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The popular mnemonic acronym THINK provides us with simple guidelines to consider before we graciously proceed to put our foot in our mouths:
We live in a world of confirmation bias and cognitive dissonance, where our belief patterns bend reality without our realizing it. Each one of us may have a different version of the truth, that may not be what others believe. One has to reflect within and move beyond ego, guilt and self-identity.
Speaking the truth isn’t just ‘not lying’ but speaking truth to power, making our words a revolutionary act in this age of falsehood.
Who said it often has more weight in society than what is being said. Even if the content of what you say is perfectly right, sometimes you are not the right person to say it.
We are sometimes not the right person to say certain things in certain scenarios, like a useless debate at the dinner table, that could have been avoided by a little self-reflection and awareness.
One has to weigh-in the intention of the speech and its impact.
When we are about to say something, we need to ask ourselves what we want to say is actually necessary or not, and what if silence is a better option here, which is true in many cases.
We can simply WAIT (Why Am I Talking?) and practice self-restraint, or simply speak through body language.
Sometimes we blurt out stuff to feel better or when silence feels awkward, but in reality silence and deep pauses are the soil for insights and new ideas to sprout.
If you have to say something, say it kindly. While it is easier to be angry and negative, kindness during communication, is a big virtue, and harsh words or a rude tone do collateral damage even if we are being righteous.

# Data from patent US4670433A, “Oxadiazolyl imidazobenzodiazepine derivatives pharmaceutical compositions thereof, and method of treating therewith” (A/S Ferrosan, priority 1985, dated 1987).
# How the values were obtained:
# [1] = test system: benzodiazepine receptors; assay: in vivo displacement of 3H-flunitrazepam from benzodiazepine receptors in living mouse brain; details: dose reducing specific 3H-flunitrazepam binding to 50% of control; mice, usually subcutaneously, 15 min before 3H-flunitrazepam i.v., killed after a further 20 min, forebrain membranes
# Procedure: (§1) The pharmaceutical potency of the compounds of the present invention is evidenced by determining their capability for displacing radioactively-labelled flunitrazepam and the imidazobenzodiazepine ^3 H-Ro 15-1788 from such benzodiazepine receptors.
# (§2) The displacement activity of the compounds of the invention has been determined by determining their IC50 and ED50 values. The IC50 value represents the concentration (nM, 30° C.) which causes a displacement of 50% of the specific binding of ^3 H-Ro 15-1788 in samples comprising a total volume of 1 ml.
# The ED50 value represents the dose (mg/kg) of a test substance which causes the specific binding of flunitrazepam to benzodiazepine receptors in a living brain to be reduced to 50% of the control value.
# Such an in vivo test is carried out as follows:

Pay attention to how you say the things you say, and if you don’t speak nicely, it is better to be silent.
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Make a conscious effort to bring out the best in someone else through your communication.
This makes communicating less "me-centric," which is talking to hear yourself talk, or talking "at" someone rather than "with" them, or being more interested in wanting to "capture" their attention for some kind of pay off.
It's helpful to know that what we say to someone else, might not be what we would want said to us.
Sleep heals our mind and body, but in today’s fast-paced and distracted world, many people are sleep deprived, wreaking havoc on their attention spans, mood and brain functioning. ...
While popular, researchers say there is a serious lack of evidence to back up mindfulness apps, even though they are increasingly perceived as proven treatments for mental health.
A handful of studies have been published on the efficacy of mindfulness apps, thanks in part to Headspace, one of the most popular apps in the field. In hopes of getting its app scientifically validated, the organization has partnered on more than 60 studies with 35 academic institutions. In the meantime, in lieu of research proving that apps work, marketers tend to draw misleading, but attractive claims.
Mindfulness disrupts unhelpful habits. If you get distracted easily or have addictions, mindfulness helps curb these habits. But, in contrast, apps become popular and profitable by getting users lightly addicted to repetitive use. So, can an app really treat addiction, or is it inherently part of the problem? As of now, we don’t know the answer to that question.